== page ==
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May Webinar: Title: The Hokkaido Study on Environment and Children’s Health: Overview and children’s chemical exposure assessment
May 17 @ 7:00 pm - 8:00 pm
The Hokkaido Study on Environment and Children’s Health is an ongoing study consisting of two birth cohorts of different sizes, the Sapporo cohort and the Hokkaido cohort, which were established in 2001. This presentation provides an update on the progress, summarize recent results, and suggest future directions. Prenatal environmental exposure to chemicals such as polychlorinated biphenyls (PCBs) and dioxins, organochlorine pesticides, per-and polyfluorinated compounds (PFAS), and phthalates has been measured. Cord blood biomarkers, such as adiponectin, leptin, thyroid, and reproductive hormones were also measured. Information on physical growth, neurodevelopment, allergy and infections, and onset of puberty has been collected to analyze health outcomes. In this webinar, results of children’s chemical exposure are focused. When participating children of the Hokkaido cohort reached 7 years old, morning void urine samples were collected to investigate the current internal exposure levels of shorter half-life compounds or their metabolites: phthalates, phosphate flame retardants and plasticizers (PFRs), bisphenols, and nonylphenol (NP). Using same samples, we measured oxidative stress 8-hydroxy-2’-deoxyguanosine and lipid peroxidation biomarkers N-ε-hexanoyl-lysine (HEL) and trans-4-hydroxy-2-nonenal (HNE). The prevalence of asthma and allergies were also examined by ISAAC questionnaire. When comparing the levels of these chemicals in the urine collected from 2012 to 2017, increasing secular trend of PFRs and BPS was found, while decreasing trend in BPA and NP. Furthermore, the levels of phthalates did not show any secular trends during the study periods suggesting stable exposures. Mixture of PFR metabolites as well as NP were positively associated with levels of HEL and HNE, whereas phthalates metabolites and bisphenol levels did not show any clear associations with these markers. Finally, single metabolite as well as mixture of phthalates were positively associated with increased risk of wheeze and eczema of 7 years old children. For further examination and follow-up, we are now conducting face-to face health check-up with blood and urine sample collections at one’s adolescence.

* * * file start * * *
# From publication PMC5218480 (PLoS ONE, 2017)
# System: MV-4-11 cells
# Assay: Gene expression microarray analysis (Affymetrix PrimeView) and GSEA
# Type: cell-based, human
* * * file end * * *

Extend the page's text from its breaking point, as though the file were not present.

Presenter: Dr. Atsuko Ikeda-Araki, Hokkaido University
Atsuko Ikeda-Araki, Ph.D, is Professor of Faculty of Health Sciences, and adjunct Professor of Center for Environmental and Health Sciences (CEHS) at the Hokkaido University (HU). Her major is environmental epidemiology and got her Ph.D. in Graduate School of Medicine, HU. Atsuko‚Äôs interests focus on exposure to environmental chemicals (such as phthalate esters, PFAS, organophosphate flame retardants, bisphenol) and their effects on children‚Äôs health. She has also experience in indoor environmental quality and inhabitants‚Äô health studies. HU-CHES has been designated as World Health Organization (WHO) Collaborating Centre (CC) for Environmental Health and Prevention of Chemical Hazards since April 2015 and Atsuko is in charge of promoting international cooperation and actively collaborates with WHO and other WHOCC. Atsuko is an active member of ISES since 2012, and she received Travel Award (ISES Diversity Award) in 2019. She is also a member of ISEE, serves on the Editorial Board of Environment International, and Associate Editor of Journal of Occupational Health.